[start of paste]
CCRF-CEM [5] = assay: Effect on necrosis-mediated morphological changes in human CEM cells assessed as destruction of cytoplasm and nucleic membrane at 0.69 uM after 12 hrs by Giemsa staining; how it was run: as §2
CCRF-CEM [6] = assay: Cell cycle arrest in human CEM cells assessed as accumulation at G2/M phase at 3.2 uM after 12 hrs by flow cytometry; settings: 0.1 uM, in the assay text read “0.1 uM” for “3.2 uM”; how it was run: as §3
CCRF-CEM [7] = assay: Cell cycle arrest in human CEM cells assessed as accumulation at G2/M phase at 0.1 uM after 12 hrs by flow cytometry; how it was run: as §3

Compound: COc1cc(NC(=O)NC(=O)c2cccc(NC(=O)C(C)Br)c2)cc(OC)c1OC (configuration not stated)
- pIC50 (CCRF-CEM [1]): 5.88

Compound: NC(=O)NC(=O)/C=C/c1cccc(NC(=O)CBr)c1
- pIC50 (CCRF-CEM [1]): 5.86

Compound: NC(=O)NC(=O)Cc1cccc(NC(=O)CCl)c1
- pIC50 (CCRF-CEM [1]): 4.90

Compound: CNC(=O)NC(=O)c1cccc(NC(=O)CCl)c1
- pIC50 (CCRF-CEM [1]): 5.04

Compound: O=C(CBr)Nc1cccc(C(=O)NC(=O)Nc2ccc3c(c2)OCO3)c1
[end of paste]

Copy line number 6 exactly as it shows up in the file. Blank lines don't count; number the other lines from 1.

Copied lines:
Compound: NC(=O)NC(=O)/C=C/c1cccc(NC(=O)CBr)c1